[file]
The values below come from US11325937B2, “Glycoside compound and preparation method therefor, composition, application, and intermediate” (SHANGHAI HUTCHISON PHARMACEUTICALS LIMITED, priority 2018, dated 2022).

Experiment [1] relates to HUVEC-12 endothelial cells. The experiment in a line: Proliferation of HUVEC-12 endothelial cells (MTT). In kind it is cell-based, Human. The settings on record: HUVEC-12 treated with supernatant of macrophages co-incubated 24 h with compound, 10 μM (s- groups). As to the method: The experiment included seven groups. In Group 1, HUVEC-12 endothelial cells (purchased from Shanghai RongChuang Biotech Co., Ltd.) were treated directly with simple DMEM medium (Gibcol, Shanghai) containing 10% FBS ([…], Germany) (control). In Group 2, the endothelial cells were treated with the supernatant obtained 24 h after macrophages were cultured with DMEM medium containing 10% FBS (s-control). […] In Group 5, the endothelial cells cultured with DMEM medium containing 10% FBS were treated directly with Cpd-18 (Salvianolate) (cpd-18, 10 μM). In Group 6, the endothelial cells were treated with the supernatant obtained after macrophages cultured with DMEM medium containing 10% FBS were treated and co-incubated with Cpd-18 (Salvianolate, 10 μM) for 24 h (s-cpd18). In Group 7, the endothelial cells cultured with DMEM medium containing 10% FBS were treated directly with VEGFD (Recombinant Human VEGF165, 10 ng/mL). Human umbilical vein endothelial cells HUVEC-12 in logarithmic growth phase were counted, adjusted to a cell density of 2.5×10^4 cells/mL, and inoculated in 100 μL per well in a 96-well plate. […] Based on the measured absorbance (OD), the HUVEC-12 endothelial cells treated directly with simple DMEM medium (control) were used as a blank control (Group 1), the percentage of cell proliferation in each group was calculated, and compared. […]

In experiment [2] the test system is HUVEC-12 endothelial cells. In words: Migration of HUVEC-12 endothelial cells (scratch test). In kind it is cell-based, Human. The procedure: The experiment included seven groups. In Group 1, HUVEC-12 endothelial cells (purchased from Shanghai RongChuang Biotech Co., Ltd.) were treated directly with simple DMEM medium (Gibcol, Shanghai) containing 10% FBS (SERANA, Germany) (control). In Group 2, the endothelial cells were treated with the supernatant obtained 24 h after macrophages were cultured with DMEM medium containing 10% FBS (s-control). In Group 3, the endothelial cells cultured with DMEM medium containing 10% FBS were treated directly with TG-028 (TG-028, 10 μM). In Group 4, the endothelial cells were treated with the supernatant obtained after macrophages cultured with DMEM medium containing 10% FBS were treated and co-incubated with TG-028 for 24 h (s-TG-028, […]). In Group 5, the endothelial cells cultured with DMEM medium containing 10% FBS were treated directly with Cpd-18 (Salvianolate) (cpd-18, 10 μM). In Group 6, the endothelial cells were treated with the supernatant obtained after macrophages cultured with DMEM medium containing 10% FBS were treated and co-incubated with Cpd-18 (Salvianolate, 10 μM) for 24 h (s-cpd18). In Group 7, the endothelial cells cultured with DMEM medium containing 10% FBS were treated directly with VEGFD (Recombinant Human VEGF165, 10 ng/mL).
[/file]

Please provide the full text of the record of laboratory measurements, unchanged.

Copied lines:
The values below come from US11325937B2, “Glycoside compound and preparation method therefor, composition, application, and intermediate” (SHANGHAI HUTCHISON PHARMACEUTICALS LIMITED, priority 2018, dated 2022).

Experiment [1] relates to HUVEC-12 endothelial cells. The experiment in a line: Proliferation of HUVEC-12 endothelial cells (MTT). In kind it is cell-based, Human. The settings on record: HUVEC-12 treated with supernatant of macrophages co-incubated 24 h with compound, 10 μM (s- groups). As to the method: The experiment included seven groups. In Group 1, HUVEC-12 endothelial cells (purchased from Shanghai RongChuang Biotech Co., Ltd.) were treated directly with simple DMEM medium (Gibcol, Shanghai) containing 10% FBS ([…], Germany) (control). In Group 2, the endothelial cells were treated with the supernatant obtained 24 h after macrophages were cultured with DMEM medium containing 10% FBS (s-control). […] In Group 5, the endothelial cells cultured with DMEM medium containing 10% FBS were treated directly with Cpd-18 (Salvianolate) (cpd-18, 10 μM). In Group 6, the endothelial cells were treated with the supernatant obtained after macrophages cultured with DMEM medium containing 10% FBS were treated and co-incubated with Cpd-18 (Salvianolate, 10 μM) for 24 h (s-cpd18). In Group 7, the endothelial cells cultured with DMEM medium containing 10% FBS were treated directly with VEGFD (Recombinant Human VEGF165, 10 ng/mL). Human umbilical vein endothelial cells HUVEC-12 in logarithmic growth phase were counted, adjusted to a cell density of 2.5×10^4 cells/mL, and inoculated in 100 μL per well in a 96-well plate. […] Based on the measured absorbance (OD), the HUVEC-12 endothelial cells treated directly with simple DMEM medium (control) were used as a blank control (Group 1), the percentage of cell proliferation in each group was calculated, and compared. […]

In experiment [2] the test system is HUVEC-12 endothelial cells. In words: Migration of HUVEC-12 endothelial cells (scratch test). In kind it is cell-based, Human. The procedure: The experiment included seven groups. In Group 1, HUVEC-12 endothelial cells (purchased from Shanghai RongChuang Biotech Co., Ltd.) were treated directly with simple DMEM medium (Gibcol, Shanghai) containing 10% FBS (SERANA, Germany) (control). In Group 2, the endothelial cells were treated with the supernatant obtained 24 h after macrophages were cultured with DMEM medium containing 10% FBS (s-control). In Group 3, the endothelial cells cultured with DMEM medium containing 10% FBS were treated directly with TG-028 (TG-028, 10 μM). In Group 4, the endothelial cells were treated with the supernatant obtained after macrophages cultured with DMEM medium containing 10% FBS were treated and co-incubated with TG-028 for 24 h (s-TG-028, […]). In Group 5, the endothelial cells cultured with DMEM medium containing 10% FBS were treated directly with Cpd-18 (Salvianolate) (cpd-18, 10 μM). In Group 6, the endothelial cells were treated with the supernatant obtained after macrophages cultured with DMEM medium containing 10% FBS were treated and co-incubated with Cpd-18 (Salvianolate, 10 μM) for 24 h (s-cpd18). In Group 7, the endothelial cells cultured with DMEM medium containing 10% FBS were treated directly with VEGFD (Recombinant Human VEGF165, 10 ng/mL).